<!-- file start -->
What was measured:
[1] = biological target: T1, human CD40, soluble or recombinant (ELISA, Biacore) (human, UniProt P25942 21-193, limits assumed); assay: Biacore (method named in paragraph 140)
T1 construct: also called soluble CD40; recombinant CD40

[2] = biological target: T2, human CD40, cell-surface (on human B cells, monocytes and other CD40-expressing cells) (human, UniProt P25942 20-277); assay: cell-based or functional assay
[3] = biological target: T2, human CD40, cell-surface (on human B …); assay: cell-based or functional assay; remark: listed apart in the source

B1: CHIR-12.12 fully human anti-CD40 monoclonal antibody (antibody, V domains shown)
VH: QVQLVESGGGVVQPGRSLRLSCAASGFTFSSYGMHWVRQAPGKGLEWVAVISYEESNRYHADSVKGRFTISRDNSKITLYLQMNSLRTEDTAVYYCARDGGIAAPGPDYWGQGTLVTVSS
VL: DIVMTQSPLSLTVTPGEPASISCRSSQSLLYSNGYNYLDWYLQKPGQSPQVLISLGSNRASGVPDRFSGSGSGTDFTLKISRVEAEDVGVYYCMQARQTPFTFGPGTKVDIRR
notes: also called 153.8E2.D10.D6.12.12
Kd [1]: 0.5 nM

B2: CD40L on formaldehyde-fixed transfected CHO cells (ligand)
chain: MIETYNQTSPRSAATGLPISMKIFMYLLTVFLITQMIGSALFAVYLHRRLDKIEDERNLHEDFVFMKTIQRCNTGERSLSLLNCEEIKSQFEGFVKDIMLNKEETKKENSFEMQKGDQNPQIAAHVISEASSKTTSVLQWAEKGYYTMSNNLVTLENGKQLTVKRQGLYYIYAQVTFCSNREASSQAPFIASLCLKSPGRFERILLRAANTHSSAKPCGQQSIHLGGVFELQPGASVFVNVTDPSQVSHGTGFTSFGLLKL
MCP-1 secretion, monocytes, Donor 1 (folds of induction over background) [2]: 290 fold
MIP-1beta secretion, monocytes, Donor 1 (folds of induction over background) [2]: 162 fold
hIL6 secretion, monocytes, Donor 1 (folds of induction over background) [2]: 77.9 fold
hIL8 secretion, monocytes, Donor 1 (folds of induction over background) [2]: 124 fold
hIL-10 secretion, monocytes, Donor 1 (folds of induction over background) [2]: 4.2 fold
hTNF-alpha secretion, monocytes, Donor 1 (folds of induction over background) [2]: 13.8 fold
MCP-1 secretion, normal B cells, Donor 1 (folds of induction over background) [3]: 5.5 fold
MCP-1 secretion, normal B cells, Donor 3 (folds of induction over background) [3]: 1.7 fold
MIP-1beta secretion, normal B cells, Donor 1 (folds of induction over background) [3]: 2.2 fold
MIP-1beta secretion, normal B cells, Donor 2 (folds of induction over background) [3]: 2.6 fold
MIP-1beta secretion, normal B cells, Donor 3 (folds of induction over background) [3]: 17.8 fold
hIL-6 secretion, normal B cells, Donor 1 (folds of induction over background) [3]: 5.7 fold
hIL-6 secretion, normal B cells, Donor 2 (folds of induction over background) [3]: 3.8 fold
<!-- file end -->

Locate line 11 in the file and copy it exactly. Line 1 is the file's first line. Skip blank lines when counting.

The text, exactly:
B2: CD40L on formaldehyde-fixed transfected CHO cells (ligand)